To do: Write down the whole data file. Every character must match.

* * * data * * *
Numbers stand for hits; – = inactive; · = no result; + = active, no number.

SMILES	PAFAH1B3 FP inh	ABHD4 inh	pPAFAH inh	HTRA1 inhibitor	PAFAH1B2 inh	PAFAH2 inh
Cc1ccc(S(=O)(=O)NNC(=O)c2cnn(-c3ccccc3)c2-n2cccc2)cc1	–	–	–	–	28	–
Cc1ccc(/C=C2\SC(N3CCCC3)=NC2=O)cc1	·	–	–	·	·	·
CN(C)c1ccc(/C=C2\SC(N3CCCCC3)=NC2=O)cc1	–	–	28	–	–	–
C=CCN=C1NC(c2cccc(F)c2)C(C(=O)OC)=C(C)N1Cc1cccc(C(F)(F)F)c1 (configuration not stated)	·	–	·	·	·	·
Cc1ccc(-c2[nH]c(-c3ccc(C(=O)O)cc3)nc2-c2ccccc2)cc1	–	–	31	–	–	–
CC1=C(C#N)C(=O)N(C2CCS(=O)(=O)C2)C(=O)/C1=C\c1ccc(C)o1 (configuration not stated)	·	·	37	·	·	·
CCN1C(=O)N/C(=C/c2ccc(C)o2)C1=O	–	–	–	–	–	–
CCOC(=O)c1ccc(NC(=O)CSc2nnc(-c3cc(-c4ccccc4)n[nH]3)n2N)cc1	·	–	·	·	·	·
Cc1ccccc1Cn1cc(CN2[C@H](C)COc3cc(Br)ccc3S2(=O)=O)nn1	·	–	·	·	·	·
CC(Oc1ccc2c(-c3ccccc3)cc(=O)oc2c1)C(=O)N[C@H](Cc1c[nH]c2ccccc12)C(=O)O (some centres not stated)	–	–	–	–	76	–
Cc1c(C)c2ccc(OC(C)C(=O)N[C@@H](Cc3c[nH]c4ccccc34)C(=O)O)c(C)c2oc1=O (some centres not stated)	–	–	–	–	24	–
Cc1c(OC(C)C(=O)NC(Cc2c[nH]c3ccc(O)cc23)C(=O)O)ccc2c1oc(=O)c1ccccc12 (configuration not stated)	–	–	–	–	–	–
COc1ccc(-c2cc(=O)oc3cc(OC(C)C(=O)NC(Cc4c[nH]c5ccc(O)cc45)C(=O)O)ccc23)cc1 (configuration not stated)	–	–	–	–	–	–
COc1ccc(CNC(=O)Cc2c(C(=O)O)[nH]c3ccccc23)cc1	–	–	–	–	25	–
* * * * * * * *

Numbers stand for hits; – = inactive; · = no result; + = active, no number.

SMILES	PAFAH1B3 FP inh	ABHD4 inh	pPAFAH inh	HTRA1 inhibitor	PAFAH1B2 inh	PAFAH2 inh
Cc1ccc(S(=O)(=O)NNC(=O)c2cnn(-c3ccccc3)c2-n2cccc2)cc1	–	–	–	–	28	–
Cc1ccc(/C=C2\SC(N3CCCC3)=NC2=O)cc1	·	–	–	·	·	·
CN(C)c1ccc(/C=C2\SC(N3CCCCC3)=NC2=O)cc1	–	–	28	–	–	–
C=CCN=C1NC(c2cccc(F)c2)C(C(=O)OC)=C(C)N1Cc1cccc(C(F)(F)F)c1 (configuration not stated)	·	–	·	·	·	·
Cc1ccc(-c2[nH]c(-c3ccc(C(=O)O)cc3)nc2-c2ccccc2)cc1	–	–	31	–	–	–
CC1=C(C#N)C(=O)N(C2CCS(=O)(=O)C2)C(=O)/C1=C\c1ccc(C)o1 (configuration not stated)	·	·	37	·	·	·
CCN1C(=O)N/C(=C/c2ccc(C)o2)C1=O	–	–	–	–	–	–
CCOC(=O)c1ccc(NC(=O)CSc2nnc(-c3cc(-c4ccccc4)n[nH]3)n2N)cc1	·	–	·	·	·	·
Cc1ccccc1Cn1cc(CN2[C@H](C)COc3cc(Br)ccc3S2(=O)=O)nn1	·	–	·	·	·	·
CC(Oc1ccc2c(-c3ccccc3)cc(=O)oc2c1)C(=O)N[C@H](Cc1c[nH]c2ccccc12)C(=O)O (some centres not stated)	–	–	–	–	76	–
Cc1c(C)c2ccc(OC(C)C(=O)N[C@@H](Cc3c[nH]c4ccccc34)C(=O)O)c(C)c2oc1=O (some centres not stated)	–	–	–	–	24	–
Cc1c(OC(C)C(=O)NC(Cc2c[nH]c3ccc(O)cc23)C(=O)O)ccc2c1oc(=O)c1ccccc12 (configuration not stated)	–	–	–	–	–	–
COc1ccc(-c2cc(=O)oc3cc(OC(C)C(=O)NC(Cc4c[nH]c5ccc(O)cc45)C(=O)O)ccc23)cc1 (configuration not stated)	–	–	–	–	–	–
COc1ccc(CNC(=O)Cc2c(C(=O)O)[nH]c3ccccc23)cc1	–	–	–	–	25	–